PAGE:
Toby Harrison, planning partner at adam&eveDDB, told attendees he was "a tremendous admirer of the discipline that is PR", and said he could not think of "another time when we’ve been more scared of another discipline than we are of PR".
"So well done," he went on to say. After a delegate interjected saying "hear, hear", he then jokily warned: "But don't get too uppity."
Harrison, who ended his talk by saying "in closing – we’re still really scared, so if you could just ease off a bit that would be good", said that all agencies needed to bring true insights to their clients: "If we are not bringing something to our customers or clients that they didn’t already know, we’re not doing our job." He said it was insight that many UK consumers were no longer buying Marmite, but still had one or more jars left at the back of a cupboard, that led them to create this campaign:
He said he thought PR firms were less proactive than ad agencies in going out and finding proper insight. "The reality is that great insight is out in the real world, it's not just lying around on Google waiting for you to find it," he said.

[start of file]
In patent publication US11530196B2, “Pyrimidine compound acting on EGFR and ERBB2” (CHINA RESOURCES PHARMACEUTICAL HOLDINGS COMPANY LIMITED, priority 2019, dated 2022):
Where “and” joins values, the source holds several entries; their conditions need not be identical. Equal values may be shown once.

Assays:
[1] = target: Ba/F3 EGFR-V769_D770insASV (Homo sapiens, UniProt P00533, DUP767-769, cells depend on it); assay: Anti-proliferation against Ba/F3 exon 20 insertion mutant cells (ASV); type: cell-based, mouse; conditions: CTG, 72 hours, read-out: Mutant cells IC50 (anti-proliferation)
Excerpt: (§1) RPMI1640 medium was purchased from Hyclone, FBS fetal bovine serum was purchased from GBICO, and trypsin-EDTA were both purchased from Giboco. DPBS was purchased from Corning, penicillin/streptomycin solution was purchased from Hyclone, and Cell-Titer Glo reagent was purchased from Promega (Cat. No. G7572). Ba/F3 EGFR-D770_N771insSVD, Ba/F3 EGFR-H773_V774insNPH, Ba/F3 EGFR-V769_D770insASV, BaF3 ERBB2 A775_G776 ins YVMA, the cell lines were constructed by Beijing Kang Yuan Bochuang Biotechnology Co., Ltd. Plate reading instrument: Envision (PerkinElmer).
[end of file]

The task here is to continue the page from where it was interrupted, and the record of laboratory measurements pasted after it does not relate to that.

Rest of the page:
However, he also said that agencies of all types were bad at measuring the impact of their work. "We spend a lot of the time measuring what’s measurable, not what matters," he said.
Later in the day, a senior PR executive said he doubted the true creative credentials of PR agencies.
Michael Frohlich, the newly promoted EMEA CEO of Ogilvy PR, said he "absolutely" stood by previous comments that the PR industry was often "accidentally creative". He said: "I wonder in how many of them we are accidentally creative... are we actually really good at post-rationalising?"
He then asked "am I right or am I wrong about accidental creativity?", with a show of hands evidencing delegates split around 50:50.
Frohlich said that ad agencies were better at managing and investing in creativity, but at PR firms it was "a bit more pot luck".
Earlier in the day, Freuds CEO and ad firm alumnus Andrew McGuinness said that the PR industry often felt inferior to the ad industry.
He said two major reasons for this were that the PR industry had "very low barriers to entry" and that there was "a £16bn industry telling everyone that paid media is the solution" – referring to total UK ad spend.
"I think we have to be bolder about our work, how we represent the work we do," he went on to say, before concluding his talk by saying that comms professionals have "a thrilling role".